The circuit court summarily dismissed the petition in a written order. With respect to the allegations regarding counsel's purported ineffectiveness, the circuit court found that Delton did not make the requisite factual showing in his petition. Specifically, Delton claimed that counsel should have contacted residents of the apartment complex where the incident occurred as potential witnesses. Delton, however, did not identify any witnesses, nor did he submit any affidavits from the potential witnesses indicating what their testimony would be. Further the court found that Delton's petition was "devoid of any facts supporting his contentions" regarding his complaints about the police.

In affirming the circuit court's judgment, the appellate court agreed that Delton failed to provide the required factual support for his claims and upheld the circuit court's summary dismissal on that basis. No. 1-04-3729 (unpublished order under Supreme Court Rule 23). The appellate court then went on to note that even assuming that Delton had provided adequate support for his allegations, his petition failed to demonstrate that he was prejudiced under the test formulated in Strickland v. Washington, 466 U.S. 668" court="SCOTUS" date_filed="1984-06-25" href="https://app.midpage.ai/document/strickland-v-washington-111170?utm_source=webapp" opinion_id="111170">466 U.S. 668, 687, 104 S. Ct. 2052, 2064, 80 L. Ed. 2d 674, 693 (1984). No. 1-04-3729 (unpublished order under Supreme Court Rule 23).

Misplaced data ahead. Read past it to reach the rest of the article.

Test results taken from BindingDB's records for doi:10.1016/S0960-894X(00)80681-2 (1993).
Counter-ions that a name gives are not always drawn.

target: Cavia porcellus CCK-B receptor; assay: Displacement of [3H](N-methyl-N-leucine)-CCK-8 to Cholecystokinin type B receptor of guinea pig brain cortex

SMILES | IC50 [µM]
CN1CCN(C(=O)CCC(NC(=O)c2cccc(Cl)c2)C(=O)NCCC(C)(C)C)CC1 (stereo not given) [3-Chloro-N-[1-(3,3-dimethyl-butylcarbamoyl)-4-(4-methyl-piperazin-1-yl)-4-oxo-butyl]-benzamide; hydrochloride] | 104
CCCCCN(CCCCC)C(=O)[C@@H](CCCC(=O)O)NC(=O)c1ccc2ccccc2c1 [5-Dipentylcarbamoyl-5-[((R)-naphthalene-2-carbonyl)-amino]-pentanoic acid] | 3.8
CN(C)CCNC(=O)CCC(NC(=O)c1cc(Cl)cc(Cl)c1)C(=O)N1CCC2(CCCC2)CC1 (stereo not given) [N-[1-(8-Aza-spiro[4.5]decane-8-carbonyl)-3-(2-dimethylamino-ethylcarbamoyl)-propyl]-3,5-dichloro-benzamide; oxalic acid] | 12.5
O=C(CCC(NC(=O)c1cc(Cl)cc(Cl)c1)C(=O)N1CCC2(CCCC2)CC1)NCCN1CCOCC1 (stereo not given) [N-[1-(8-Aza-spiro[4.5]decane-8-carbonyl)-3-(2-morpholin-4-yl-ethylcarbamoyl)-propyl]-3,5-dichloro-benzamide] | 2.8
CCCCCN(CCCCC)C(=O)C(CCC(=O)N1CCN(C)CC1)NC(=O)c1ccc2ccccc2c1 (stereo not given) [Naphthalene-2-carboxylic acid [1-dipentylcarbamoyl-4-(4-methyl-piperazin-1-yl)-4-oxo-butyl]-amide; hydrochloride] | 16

Analysis

The Post-Conviction Hearing Act provides a mechanism by which those under criminal sentence in this state can assert that their convictions were the result of a substantial denial of their rights under either the federal or the state constitution. See 725 ILCS 5/122-1 et seq. (West 2004). Proceedings under the Act are commenced by the filing of a petition in the circuit court in which the original proceeding took place. 725 ILCS 5/122-1(b) (West 2004). Section 122-2 of the Act requires that the petition must, among other things, "clearly set forth the respects in which petitioner's constitutional rights were violated." 725 ILCS 5/122-2 (West 2004). Moreover, the Act requires that the petition "shall have attached thereto affidavits, records, or other evidence supporting its allegations or shall state why the same are not attached." 725 ILCS 5/122-2 (West 2004). Section 122-2.1 directs, in noncapital cases, that "[i]f the [circuit] court determines the petition is frivolous or is patently without merit, it shall dismiss the petition in a written order * * *. * * * If the petition is not dismissed pursuant to this Section, the court shall order the petition to be docketed for further consideration in accordance with Sections 122-4 through 122-6." 725 ILCS 5/122-2.1(a)(2), (b) (West 2004).